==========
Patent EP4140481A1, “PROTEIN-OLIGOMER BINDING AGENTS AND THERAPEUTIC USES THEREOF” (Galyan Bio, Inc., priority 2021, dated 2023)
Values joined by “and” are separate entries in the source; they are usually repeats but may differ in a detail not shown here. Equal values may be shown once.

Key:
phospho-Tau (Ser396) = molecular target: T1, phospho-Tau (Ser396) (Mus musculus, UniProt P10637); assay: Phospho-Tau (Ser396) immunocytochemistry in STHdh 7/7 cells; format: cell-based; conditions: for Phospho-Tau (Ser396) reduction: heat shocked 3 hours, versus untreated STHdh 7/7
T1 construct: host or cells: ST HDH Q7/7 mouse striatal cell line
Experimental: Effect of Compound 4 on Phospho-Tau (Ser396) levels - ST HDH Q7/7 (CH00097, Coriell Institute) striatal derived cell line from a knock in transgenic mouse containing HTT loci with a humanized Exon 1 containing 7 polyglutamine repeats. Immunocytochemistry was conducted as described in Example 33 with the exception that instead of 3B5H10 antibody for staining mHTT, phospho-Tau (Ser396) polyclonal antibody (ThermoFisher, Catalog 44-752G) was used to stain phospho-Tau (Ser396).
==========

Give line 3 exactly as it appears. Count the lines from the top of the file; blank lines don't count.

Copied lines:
Key: